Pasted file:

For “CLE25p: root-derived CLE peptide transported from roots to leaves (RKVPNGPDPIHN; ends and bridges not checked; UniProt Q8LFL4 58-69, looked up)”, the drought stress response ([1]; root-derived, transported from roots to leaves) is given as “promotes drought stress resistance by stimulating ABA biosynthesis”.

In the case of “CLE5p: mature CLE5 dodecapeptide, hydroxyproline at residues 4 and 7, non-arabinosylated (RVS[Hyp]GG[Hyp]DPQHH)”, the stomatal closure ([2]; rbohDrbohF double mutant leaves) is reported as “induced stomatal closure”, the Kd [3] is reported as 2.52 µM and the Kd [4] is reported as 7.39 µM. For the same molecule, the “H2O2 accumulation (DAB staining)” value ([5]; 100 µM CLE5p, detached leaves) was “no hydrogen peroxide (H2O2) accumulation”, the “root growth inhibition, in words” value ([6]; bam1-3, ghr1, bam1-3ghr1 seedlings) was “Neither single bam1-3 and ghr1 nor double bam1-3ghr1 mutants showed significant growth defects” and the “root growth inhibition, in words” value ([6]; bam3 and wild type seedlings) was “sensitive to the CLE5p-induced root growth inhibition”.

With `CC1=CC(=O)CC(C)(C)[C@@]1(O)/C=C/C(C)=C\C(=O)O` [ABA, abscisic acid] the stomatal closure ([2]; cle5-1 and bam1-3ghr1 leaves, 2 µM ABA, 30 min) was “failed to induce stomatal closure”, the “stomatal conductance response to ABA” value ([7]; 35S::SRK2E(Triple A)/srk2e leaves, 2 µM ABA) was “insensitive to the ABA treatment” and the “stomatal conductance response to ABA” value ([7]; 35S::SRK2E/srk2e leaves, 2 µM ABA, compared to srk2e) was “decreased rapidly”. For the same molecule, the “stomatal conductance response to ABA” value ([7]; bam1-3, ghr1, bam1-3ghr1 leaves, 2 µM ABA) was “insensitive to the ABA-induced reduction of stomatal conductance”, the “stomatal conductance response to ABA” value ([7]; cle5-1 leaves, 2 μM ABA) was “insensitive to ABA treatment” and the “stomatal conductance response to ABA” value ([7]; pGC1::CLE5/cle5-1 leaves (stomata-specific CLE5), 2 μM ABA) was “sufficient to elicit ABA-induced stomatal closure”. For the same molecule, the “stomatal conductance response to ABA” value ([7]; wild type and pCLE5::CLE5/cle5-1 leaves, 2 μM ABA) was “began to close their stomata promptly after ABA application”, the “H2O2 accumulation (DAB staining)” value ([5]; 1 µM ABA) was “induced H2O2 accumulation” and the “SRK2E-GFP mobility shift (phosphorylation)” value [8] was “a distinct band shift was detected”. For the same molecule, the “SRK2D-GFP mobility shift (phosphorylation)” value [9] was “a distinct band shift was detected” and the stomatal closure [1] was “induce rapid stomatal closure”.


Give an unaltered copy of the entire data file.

For “CLE25p: root-derived CLE peptide transported from roots to leaves (RKVPNGPDPIHN; ends and bridges not checked; UniProt Q8LFL4 58-69, looked up)”, the drought stress response ([1]; root-derived, transported from roots to leaves) is given as “promotes drought stress resistance by stimulating ABA biosynthesis”.

In the case of “CLE5p: mature CLE5 dodecapeptide, hydroxyproline at residues 4 and 7, non-arabinosylated (RVS[Hyp]GG[Hyp]DPQHH)”, the stomatal closure ([2]; rbohDrbohF double mutant leaves) is reported as “induced stomatal closure”, the Kd [3] is reported as 2.52 µM and the Kd [4] is reported as 7.39 µM. For the same molecule, the “H2O2 accumulation (DAB staining)” value ([5]; 100 µM CLE5p, detached leaves) was “no hydrogen peroxide (H2O2) accumulation”, the “root growth inhibition, in words” value ([6]; bam1-3, ghr1, bam1-3ghr1 seedlings) was “Neither single bam1-3 and ghr1 nor double bam1-3ghr1 mutants showed significant growth defects” and the “root growth inhibition, in words” value ([6]; bam3 and wild type seedlings) was “sensitive to the CLE5p-induced root growth inhibition”.

With `CC1=CC(=O)CC(C)(C)[C@@]1(O)/C=C/C(C)=C\C(=O)O` [ABA, abscisic acid] the stomatal closure ([2]; cle5-1 and bam1-3ghr1 leaves, 2 µM ABA, 30 min) was “failed to induce stomatal closure”, the “stomatal conductance response to ABA” value ([7]; 35S::SRK2E(Triple A)/srk2e leaves, 2 µM ABA) was “insensitive to the ABA treatment” and the “stomatal conductance response to ABA” value ([7]; 35S::SRK2E/srk2e leaves, 2 µM ABA, compared to srk2e) was “decreased rapidly”. For the same molecule, the “stomatal conductance response to ABA” value ([7]; bam1-3, ghr1, bam1-3ghr1 leaves, 2 µM ABA) was “insensitive to the ABA-induced reduction of stomatal conductance”, the “stomatal conductance response to ABA” value ([7]; cle5-1 leaves, 2 μM ABA) was “insensitive to ABA treatment” and the “stomatal conductance response to ABA” value ([7]; pGC1::CLE5/cle5-1 leaves (stomata-specific CLE5), 2 μM ABA) was “sufficient to elicit ABA-induced stomatal closure”. For the same molecule, the “stomatal conductance response to ABA” value ([7]; wild type and pCLE5::CLE5/cle5-1 leaves, 2 μM ABA) was “began to close their stomata promptly after ABA application”, the “H2O2 accumulation (DAB staining)” value ([5]; 1 µM ABA) was “induced H2O2 accumulation” and the “SRK2E-GFP mobility shift (phosphorylation)” value [8] was “a distinct band shift was detected”. For the same molecule, the “SRK2D-GFP mobility shift (phosphorylation)” value [9] was “a distinct band shift was detected” and the stomatal closure [1] was “induce rapid stomatal closure”.